The Absent Shakespeare
Fairleigh Dickinson Univ Press, 1994 - 174 pages
The Absent Shakespeare challenges the notion that Shakespeare is "faceless" in his plays. It opposes Borges's notion of Shakespeare as "no one . . . a bit of coldness," a Shakespeare who constructed a mythology based on "his own intense private life."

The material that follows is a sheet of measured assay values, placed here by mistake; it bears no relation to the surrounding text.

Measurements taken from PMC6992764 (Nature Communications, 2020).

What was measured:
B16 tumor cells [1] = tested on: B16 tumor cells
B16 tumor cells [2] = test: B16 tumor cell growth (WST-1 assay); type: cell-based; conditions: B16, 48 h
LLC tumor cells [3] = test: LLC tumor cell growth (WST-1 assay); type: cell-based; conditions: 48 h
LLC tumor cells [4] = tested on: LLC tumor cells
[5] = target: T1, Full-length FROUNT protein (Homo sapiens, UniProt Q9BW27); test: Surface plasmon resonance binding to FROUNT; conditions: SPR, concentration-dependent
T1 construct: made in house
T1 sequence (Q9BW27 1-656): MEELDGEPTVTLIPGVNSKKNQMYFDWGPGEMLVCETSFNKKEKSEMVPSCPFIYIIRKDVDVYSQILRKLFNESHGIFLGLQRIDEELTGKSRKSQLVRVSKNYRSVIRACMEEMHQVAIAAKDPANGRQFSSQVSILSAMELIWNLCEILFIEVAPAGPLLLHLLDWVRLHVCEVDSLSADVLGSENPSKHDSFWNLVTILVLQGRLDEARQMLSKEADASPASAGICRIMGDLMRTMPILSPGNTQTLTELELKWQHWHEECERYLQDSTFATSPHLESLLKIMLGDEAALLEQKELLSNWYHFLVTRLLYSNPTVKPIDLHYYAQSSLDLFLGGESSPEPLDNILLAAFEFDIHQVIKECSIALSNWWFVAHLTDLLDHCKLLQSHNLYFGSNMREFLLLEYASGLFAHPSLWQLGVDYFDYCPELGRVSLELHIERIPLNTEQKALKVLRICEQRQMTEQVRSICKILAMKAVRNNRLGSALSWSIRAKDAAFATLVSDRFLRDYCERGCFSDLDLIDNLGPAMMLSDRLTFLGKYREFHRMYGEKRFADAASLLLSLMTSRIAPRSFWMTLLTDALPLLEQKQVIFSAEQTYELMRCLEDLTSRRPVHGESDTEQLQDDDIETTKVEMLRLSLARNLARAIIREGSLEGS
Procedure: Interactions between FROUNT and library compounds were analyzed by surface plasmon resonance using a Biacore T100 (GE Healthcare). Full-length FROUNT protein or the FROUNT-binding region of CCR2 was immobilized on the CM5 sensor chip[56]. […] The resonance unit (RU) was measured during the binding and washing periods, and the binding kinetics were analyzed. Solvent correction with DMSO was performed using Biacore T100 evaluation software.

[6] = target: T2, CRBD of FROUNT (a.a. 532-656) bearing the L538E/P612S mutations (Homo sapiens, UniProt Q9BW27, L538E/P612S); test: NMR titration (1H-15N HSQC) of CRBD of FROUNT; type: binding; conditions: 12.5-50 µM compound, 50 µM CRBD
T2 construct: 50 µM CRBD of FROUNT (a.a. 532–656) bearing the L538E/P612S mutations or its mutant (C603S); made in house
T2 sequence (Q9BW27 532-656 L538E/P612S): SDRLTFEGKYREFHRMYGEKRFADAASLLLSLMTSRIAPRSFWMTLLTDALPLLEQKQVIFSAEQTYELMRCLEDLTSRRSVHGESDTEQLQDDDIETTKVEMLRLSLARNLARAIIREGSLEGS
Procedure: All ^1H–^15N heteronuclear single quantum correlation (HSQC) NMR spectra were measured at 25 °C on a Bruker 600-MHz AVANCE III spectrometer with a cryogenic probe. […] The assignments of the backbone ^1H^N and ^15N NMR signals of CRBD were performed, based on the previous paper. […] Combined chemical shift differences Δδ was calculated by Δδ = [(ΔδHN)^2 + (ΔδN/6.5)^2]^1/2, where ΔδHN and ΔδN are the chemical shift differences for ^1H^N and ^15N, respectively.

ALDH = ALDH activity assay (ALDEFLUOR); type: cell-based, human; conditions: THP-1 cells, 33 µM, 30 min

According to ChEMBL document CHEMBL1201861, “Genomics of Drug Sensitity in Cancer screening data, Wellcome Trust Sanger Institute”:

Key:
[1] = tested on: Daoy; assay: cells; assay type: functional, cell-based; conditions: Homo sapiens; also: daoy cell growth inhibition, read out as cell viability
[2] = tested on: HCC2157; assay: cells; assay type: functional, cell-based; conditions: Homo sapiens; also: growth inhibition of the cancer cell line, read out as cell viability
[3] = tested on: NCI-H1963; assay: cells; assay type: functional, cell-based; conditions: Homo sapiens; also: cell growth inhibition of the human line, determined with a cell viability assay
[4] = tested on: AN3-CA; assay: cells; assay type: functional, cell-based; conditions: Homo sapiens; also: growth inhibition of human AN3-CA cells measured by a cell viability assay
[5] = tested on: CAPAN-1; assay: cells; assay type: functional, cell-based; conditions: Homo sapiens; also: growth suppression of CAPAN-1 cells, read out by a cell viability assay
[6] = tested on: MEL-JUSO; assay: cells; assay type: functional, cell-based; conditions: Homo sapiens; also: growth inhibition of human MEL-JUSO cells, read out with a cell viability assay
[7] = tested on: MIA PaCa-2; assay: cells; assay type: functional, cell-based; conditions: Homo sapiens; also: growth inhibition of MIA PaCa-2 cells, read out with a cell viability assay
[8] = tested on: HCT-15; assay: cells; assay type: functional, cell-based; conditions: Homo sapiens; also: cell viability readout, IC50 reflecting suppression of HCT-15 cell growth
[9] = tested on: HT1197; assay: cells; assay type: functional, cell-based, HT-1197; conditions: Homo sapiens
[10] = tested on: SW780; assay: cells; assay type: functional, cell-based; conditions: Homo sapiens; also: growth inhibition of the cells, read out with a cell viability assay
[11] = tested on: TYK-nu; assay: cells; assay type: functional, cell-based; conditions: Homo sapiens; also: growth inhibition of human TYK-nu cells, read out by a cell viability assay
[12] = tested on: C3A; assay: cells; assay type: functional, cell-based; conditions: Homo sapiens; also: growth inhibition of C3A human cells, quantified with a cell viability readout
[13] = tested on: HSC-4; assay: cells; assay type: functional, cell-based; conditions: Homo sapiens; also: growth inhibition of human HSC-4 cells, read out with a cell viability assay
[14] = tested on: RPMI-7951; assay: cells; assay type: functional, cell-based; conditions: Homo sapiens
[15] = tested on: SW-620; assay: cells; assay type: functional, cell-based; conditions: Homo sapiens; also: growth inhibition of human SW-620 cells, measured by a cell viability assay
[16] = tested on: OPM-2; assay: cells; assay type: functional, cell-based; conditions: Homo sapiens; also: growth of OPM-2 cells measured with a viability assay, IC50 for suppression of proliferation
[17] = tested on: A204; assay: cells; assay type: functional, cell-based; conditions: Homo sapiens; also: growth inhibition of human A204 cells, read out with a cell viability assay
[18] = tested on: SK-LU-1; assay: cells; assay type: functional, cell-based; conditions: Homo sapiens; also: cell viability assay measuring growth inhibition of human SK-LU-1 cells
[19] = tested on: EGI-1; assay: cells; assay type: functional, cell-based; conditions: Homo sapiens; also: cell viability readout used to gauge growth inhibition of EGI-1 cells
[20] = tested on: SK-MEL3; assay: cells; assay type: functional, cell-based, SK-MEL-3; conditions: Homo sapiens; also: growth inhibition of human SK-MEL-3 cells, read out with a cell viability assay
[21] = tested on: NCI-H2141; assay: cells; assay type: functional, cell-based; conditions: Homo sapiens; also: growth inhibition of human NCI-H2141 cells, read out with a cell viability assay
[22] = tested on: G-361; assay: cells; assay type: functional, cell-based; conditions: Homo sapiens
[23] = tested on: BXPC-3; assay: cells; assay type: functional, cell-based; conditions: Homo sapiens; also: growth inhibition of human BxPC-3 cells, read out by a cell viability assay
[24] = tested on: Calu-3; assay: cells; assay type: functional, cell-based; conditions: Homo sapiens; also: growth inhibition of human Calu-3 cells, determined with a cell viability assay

Building on recent textual studies of King Lear and Hamlet, which compare Folio and Quarto differences, Mirsky sees them not just as an opportunity to view the playwright revising toward more skillful staging, greater complexity of plot, and ambiguity of character. The process of revision also exposes a personal Shakespeare. Differences between Folio and Quarto texts show the growing sophistication of Shakespeare's dramatic craft and reveal how the playwright changed as he matured. The book presents a dramatist maturing in time, grappling with incest, patricide, filicide, erotic love, and the inevitability of death. It finds this naked Shakespeare in Macbeth and The Tempest as well, expressed in the riddles of the plays. The author refers not only to the text of Shakespeare but also to the plays in performance - suggesting how the actor's reading and interpretation lay bare the intentions of the playwright on the stage.
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